Nanotube-assisted protein deactivation

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Conjugating proteins onto carbon nanotubes has numerous applications in biosensing1,2, imaging and cellular delivery3,4,5. However, remotely controlling the activity of proteins in these conjugates has never been demonstrated. Here we show that upon near-infrared irradiation, carbon nanotubes mediate the selective deactivation of proteins in situ by photochemical effects. We designed nanotube–peptide conjugates to selectively destroy the anthrax toxin, and also optically transparent coatings that can self-clean following either visible or near-infrared irradiation. Nanotube-assisted protein deactivation may be broadly applicable to the selective destruction of pathogens and cells, and will have applications ranging from antifouling coatings to functional proteomics.

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Figure 1: Behaviour of nanotube and nanotube–protein conjugates after NIR irradiation.
Figure 2: Deactivation behaviour of nanotube–protein conjugates.
Figure 3: Functionalizing carbon nanotubes with peptides that recognize anthrax toxin.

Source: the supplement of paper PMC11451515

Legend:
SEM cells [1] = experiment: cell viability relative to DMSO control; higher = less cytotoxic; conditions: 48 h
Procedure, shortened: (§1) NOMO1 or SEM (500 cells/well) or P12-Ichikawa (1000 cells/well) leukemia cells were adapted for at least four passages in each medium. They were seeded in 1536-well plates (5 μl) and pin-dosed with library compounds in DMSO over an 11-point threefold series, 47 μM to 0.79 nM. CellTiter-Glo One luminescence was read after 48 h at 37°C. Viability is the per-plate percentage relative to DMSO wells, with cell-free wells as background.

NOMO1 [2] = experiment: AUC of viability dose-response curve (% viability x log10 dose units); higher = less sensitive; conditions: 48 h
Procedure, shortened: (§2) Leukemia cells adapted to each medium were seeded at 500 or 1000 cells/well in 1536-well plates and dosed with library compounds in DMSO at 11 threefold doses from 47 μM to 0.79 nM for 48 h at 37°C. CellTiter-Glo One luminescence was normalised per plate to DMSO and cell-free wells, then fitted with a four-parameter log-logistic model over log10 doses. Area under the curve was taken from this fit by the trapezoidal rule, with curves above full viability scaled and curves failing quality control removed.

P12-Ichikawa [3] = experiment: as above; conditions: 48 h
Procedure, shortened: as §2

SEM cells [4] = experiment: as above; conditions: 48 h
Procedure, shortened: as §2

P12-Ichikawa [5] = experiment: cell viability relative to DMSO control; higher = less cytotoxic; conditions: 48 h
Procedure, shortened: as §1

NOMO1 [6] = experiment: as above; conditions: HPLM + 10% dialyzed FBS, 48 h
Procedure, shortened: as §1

Figure 4: Applications of nanotube-assisted protein deactivation.


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We acknowledge support from the National Institutes of Health (U01 AI056546) and the National Science Foundation (DMR 0642573, CBET 0348613). We also thank R. Planty for assistance with the X-ray photoelectron spectroscopy measurements.

Author information

A.J. and S.P. designed and performed the experiments, analysed the data, and co-wrote the manuscript. S.S.B. and H.Y. carried out TEM imaging. T.B.-T. designed the experiments. R.S.K. conceived and designed the experiments, analysed the data and wrote the manuscript. All authors discussed the results and commented on the manuscript.

Correspondence to Ravi S. Kane.

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Joshi, A., Punyani, S., Bale, S. et al. Nanotube-assisted protein deactivation. Nature Nanotech 3, 41–45 (2008) doi:10.1038/nnano.2007.386

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